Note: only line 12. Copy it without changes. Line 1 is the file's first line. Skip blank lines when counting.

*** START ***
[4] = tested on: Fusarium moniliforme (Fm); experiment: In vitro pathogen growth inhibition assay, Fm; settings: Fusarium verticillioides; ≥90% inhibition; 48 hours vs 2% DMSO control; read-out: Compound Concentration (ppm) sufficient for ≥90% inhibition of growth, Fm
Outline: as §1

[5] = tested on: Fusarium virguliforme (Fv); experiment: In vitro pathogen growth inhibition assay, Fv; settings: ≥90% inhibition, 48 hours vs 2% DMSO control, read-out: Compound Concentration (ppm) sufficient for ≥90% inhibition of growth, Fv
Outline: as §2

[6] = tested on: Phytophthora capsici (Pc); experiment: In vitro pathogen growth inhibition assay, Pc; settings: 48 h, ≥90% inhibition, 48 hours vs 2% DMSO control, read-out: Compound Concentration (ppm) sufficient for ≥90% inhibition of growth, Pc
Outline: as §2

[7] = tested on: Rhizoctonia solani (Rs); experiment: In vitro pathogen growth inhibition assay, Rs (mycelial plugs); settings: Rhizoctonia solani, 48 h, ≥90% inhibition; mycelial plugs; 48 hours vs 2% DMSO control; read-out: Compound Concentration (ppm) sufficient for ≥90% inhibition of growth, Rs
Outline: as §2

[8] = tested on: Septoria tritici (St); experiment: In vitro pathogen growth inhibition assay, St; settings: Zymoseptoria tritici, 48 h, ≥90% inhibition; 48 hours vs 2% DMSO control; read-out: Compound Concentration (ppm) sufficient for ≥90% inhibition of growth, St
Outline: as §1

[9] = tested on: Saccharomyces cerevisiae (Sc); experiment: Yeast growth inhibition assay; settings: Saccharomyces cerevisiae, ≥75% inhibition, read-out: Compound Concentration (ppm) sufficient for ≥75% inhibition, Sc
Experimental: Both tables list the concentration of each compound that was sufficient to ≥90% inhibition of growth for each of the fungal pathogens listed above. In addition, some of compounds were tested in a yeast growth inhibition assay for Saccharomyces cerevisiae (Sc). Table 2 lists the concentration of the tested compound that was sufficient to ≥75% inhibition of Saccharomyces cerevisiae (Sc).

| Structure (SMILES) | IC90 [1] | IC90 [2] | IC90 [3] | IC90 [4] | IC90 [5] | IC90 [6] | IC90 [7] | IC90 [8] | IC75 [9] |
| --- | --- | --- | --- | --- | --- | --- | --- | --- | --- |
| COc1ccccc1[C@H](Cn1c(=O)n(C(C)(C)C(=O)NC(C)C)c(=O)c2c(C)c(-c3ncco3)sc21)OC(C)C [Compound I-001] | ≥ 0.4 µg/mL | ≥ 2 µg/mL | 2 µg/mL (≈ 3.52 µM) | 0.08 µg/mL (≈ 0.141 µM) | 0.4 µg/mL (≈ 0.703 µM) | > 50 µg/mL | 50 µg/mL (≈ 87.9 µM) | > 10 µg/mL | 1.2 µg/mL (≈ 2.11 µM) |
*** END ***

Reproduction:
Experimental: Both tables list the concentration of each compound that was sufficient to ≥90% inhibition of growth for each of the fungal pathogens listed above. In addition, some of compounds were tested in a yeast growth inhibition assay for Saccharomyces cerevisiae (Sc). Table 2 lists the concentration of the tested compound that was sufficient to ≥75% inhibition of Saccharomyces cerevisiae (Sc).